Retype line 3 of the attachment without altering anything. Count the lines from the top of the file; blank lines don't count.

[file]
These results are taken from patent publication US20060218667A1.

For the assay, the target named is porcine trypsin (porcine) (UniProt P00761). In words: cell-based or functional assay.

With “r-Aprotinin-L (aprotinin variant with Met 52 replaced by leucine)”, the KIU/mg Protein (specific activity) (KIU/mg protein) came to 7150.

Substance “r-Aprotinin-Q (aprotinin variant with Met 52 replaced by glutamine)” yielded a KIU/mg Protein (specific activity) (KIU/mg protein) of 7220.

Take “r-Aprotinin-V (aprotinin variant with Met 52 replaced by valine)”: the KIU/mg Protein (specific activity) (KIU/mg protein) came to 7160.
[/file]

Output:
With “r-Aprotinin-L (aprotinin variant with Met 52 replaced by leucine)”, the KIU/mg Protein (specific activity) (KIU/mg protein) came to 7150.